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Thursday, May 26, 2011

I hate preschool rest time! -an alternative system for courageous carers

One of the things I really loved about being a preschool room leader was being able to stamp out the compulsory 'rest on a bed' after lunch. 

And one of the greatest frustrations of being a casual worker these days is having to conform to the routine of each centre, which invariably means telling some 4- and 5-year-old children (and some even younger) who really aren't tired that they have to lie on their beds for a certain length of time.  And them making them comply.

To me, insisting that a young child lies down and stays still and unoccupied when they're not tired- accompanied by the inevitable threats, pleading, raised voices, bribes, lies and confrontations when they won't comply- is a recipe for disaster.  In some cases, it's completely disrespectful and in breach of the rights of the child (as laid down by the United Nations).

Does that shock you- that carers threaten, bribe and lie to children? It shocks me. I can't do it.  So why is it such common practice?

And yes, it IS common practice.  Here are a few anecdotes from 'rest times I have seen'.

Wednesday, May 18, 2011

Whistle-blowing and parent awareness in childcare

This morning I have had a good old cry.  Sometimes the frustration I feel at seeing bad practice with supposedly good intentions is overwhelming. Stamping out really bad practice is, as I've discovered in many years of blowing whistles, a little harder than just reporting breaches of regulations.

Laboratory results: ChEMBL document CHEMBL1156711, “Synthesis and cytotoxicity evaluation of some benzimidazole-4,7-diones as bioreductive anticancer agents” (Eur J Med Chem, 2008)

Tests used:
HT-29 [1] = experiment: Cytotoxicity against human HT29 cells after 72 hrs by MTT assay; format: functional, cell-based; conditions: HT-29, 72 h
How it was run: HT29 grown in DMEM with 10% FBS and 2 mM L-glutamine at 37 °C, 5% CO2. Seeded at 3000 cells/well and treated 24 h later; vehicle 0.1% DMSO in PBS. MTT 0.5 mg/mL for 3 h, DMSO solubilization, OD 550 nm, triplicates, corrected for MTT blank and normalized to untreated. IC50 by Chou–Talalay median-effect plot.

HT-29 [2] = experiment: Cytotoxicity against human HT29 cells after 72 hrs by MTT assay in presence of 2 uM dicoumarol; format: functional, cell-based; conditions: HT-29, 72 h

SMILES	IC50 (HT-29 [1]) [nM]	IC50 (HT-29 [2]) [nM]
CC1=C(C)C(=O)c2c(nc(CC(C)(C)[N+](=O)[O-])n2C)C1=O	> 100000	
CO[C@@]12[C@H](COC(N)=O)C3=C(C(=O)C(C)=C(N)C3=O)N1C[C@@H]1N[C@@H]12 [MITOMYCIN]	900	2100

And so at risk of making your blood run cold if you have a child who's cared for by others, I feel a need to vent about some bad practice I've seen over the years and what happened in a couple pof cases when I tried to change things for the better.  And in the interests of you being able to sleep at night, I'll also volunteer some ideas on signs that your child's centre might be engaging in poor practices.

Saturday, May 14, 2011

Literacy, little boys and fairy tales

There are some great conversations happening on the 'We Teach' forums about getting boys to read- eg here Literacy for boys.  Today a related story turned up in the SMH- Tell teenagers stories and they'll read - which is really worth a look if you're interested in motivating teenagers about anything at all.

It got me thinking about the energetic little 4- and 5-year-old boys I read to; I'm talking about those little boys who love pretending to be superheroes, wrestling with each other, climbing trees, riding bikes... the ones who have trouble sitting still for long enough to eat their lunch, let alone long enough to hear a whole story.  I thought I'd share a few specific tips for engaging this group in story time, because since I've realised what catches their interest, I've never had trouble getting them to sit and listen.